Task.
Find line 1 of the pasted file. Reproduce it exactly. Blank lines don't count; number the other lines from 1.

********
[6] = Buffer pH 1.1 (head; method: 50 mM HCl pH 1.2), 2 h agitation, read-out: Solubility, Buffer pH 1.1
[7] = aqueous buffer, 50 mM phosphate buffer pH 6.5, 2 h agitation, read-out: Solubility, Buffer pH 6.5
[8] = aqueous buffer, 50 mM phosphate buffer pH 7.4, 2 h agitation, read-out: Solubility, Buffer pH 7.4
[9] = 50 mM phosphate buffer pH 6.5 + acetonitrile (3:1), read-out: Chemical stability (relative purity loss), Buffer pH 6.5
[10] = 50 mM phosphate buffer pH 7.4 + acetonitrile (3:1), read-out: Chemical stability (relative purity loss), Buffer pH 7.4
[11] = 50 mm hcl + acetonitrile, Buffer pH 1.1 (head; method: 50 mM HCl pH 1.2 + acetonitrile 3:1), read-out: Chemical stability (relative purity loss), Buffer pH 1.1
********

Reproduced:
[6] = Buffer pH 1.1 (head; method: 50 mM HCl pH 1.2), 2 h agitation, read-out: Solubility, Buffer pH 1.1